Jones: ‘Satisfying’ to see potential, success recognized by Ganassi

Photo: IndyCar

Ed Jones’ somewhat meteoric rise into the No. 10 NTT Data Honda for Chip Ganassi Racing in the Verizon IndyCar Series comes after a wealth of potential displayed both in his Indy Lights Presented by Cooper Tires career, then last season as the top rookie in the IndyCar championship.

Jones was a perhaps surprise arrival to Dale Coyne Racing for the 2017 season but excelled in his opportunity throughout the season. Obviously his result at the Indianapolis 500, third place in a damaged car, stood out greatest in a year he was overshadowed for the race rookie of the year honors to Fernando Alonso.

Alas, what he showed to the paddock at large was that his training from the Mazda Road to Indy presented by Cooper Tires and at Coyne’s team delivered a nearly complete prospect ready for a massive opportunity such as driving the No. 10 car, a car with a championship-winning pedigree alongside Scott Dixon in the No. 9 car.

Understanding the magnitude of the seat but also being humble enough to realize he still has more to learn and quickly in a top-flight car, Jones knows he’s in a position where he can thrive.

“It’s been a very quick progression. I think everything has gone to plan, if not better than that,” Jones admitted Thursday during a teleconference.

“It’s just about maintaining that hard work and embracing the group of people I’m going to have around me and learning from the wealth of knowledge and experience that comes from this team.

“So going to take it in my stride, you know, take everything in. I realize that I have a fantastic opportunity to win races and fight at the front the whole year in 2018. That’s my aim. We’re going to do everything we can to make that happen.”

Jones went from being expected back at Coyne’s team for a second season to shifting into Ganassi’s No. 10 car in rapid time.

This week has spoke the largest volumes, as Brendon Hartley’s potential IndyCar bow got sidetracked with a different opportunity when Scuderia Toro Rosso came calling for a Formula 1 drive. That started at Circuit of The Americas last week and has grown into the rest of this season this week, with a permanent number selection all but an official sign of a full-season seat set in 2018.

The 22-year-old Dubai-based Brit was understandably surprised that the Ganassi seat became available, but jumped at it knowing he felt ready for the chance.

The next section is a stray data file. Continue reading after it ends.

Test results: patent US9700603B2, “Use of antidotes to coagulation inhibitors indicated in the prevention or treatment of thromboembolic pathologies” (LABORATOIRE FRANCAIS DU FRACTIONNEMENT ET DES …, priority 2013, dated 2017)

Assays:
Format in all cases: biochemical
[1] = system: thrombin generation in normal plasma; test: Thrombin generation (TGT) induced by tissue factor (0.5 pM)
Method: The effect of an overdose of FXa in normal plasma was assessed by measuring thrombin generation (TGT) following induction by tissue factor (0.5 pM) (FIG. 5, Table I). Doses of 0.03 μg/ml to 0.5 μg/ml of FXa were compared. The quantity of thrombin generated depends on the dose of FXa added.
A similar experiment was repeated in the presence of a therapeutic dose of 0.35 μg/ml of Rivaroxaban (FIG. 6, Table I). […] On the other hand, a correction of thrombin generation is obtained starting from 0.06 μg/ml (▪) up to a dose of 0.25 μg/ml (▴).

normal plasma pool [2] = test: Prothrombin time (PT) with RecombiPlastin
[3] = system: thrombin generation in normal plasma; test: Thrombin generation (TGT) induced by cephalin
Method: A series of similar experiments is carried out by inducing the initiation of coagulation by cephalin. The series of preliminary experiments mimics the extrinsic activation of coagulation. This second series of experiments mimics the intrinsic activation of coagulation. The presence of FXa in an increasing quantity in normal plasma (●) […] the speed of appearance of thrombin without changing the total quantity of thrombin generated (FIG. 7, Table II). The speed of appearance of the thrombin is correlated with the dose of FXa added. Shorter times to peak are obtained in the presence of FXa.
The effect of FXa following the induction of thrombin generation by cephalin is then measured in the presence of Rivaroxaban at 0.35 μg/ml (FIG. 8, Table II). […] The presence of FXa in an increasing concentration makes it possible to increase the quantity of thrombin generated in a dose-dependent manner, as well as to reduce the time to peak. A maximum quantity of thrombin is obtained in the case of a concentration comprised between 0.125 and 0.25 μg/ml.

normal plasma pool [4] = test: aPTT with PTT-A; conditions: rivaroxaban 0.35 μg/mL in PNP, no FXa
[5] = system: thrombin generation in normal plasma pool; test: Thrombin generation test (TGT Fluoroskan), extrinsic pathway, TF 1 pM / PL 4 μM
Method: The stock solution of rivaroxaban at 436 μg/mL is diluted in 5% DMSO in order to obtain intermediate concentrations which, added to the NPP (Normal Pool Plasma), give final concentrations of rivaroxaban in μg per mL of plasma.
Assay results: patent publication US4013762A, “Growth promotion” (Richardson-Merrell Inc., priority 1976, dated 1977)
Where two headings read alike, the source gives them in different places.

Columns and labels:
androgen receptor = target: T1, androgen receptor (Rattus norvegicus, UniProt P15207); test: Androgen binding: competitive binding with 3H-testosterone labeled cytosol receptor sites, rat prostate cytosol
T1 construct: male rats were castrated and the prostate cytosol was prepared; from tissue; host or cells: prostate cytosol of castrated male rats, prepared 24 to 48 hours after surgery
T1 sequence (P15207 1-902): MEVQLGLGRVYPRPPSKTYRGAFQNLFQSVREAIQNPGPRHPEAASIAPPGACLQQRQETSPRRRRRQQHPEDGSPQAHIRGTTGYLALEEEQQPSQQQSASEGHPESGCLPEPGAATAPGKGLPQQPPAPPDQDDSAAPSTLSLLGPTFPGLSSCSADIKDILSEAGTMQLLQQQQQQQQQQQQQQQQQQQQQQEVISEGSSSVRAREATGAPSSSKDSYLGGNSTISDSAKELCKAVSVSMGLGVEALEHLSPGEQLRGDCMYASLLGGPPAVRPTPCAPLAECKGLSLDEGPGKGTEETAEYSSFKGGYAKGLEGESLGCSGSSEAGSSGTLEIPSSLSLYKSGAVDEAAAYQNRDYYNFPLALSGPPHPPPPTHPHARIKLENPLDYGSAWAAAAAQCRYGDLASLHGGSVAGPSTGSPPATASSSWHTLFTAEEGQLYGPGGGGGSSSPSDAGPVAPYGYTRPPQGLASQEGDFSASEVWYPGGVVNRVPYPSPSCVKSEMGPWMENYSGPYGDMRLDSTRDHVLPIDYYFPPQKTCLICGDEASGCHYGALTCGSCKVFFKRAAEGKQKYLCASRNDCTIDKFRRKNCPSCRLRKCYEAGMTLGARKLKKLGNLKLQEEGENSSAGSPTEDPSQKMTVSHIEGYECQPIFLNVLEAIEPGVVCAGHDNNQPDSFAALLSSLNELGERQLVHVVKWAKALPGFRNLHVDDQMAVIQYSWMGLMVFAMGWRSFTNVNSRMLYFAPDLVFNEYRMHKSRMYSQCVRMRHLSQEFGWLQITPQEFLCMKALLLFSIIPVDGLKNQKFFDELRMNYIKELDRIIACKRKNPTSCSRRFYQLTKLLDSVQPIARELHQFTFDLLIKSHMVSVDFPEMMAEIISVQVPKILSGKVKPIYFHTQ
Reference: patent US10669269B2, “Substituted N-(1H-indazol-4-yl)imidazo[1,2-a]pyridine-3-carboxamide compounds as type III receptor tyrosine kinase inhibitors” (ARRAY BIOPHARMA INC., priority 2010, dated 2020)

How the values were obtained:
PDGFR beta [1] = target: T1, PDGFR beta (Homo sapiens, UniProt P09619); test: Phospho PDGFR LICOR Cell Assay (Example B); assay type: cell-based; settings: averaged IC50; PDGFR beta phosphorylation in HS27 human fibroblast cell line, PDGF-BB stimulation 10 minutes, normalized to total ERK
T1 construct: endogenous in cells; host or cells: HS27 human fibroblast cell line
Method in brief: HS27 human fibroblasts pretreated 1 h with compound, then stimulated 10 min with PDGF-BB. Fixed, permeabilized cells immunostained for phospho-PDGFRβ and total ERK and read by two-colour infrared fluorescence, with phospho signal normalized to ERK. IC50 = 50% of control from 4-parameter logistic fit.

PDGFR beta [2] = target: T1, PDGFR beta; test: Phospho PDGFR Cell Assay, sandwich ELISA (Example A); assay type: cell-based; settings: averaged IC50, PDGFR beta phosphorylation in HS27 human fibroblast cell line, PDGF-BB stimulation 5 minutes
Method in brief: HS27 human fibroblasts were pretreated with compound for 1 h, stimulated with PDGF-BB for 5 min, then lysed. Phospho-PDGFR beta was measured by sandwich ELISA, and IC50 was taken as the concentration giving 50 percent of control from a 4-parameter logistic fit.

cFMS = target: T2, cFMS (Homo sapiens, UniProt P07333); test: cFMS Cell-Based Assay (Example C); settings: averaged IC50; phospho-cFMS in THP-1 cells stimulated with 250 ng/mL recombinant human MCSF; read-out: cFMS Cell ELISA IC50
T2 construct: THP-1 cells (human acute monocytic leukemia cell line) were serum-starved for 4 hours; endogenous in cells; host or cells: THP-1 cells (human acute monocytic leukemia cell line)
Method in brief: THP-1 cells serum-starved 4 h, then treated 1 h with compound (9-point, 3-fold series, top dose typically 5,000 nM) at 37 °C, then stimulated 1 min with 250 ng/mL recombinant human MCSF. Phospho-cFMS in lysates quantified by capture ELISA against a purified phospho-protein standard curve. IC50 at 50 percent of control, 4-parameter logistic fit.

“Initially it was a bit of a surprise,” he said. “At the same time I felt that I worked really hard for this. I tried to prove what I could do. They’ve acknowledged that. Surprising on one hand, but on the other hand it was very satisfying that they had realized my potential.”

Jones, who excelled in Indy Lights’ Dallara IL-15 Mazda for two seasons, should mirror fellow past Indy Lights champion Spencer Pigot in excelling with the new 2018 Dallara universal aero kit. The new IndyCar body kit is rather similar to the new Indy Lights and rewards those with an aggressive nature on the brakes.

“I think the car, overall it has a lot less downforce, so it’s going to be a different driving style as to how the car was this year. And so I’m really looking forward to that challenge. Like you said, it should be more similar to the Indy Lights car in a sense, so that could help me,” he said.

“In addition to that, for the whole team, it’s a new starting point. What makes this a great opportunity for teams, you know, for me to be with Chip Ganassi Racing, I think the team has one of the best resources out of the whole field. They’re going to have a great go at making the car perform really well from the get-go. It’s a perfect place for me to be at right now.”

And then, of course, there’s Dixon being in the other car – Jones’ second straight four-time champion as a teammate after Sebastien Bourdais.

Jones was complimentary of Bourdais’ feedback and insight all year, and knows that by working with Dixon, he’s working with a second straight legend in IndyCar’s history.

“Scott is a legend of IndyCar racing. Been so successful over the years. He’s one of if not the best person you can learn from. So I’m really going to take advantage of that, try and scrape every bit of knowledge out of him, and take it to my advantage,” he said.

“What I found really different, what Sebastien did very well, he knew a lot about the car, what setup changes to make, things like that. He knew as soon as he went out, he could tell it very quickly just from the experience he’s gained. That was something where I really tried to work hard on to improve that. As you can see, it’s very beneficial.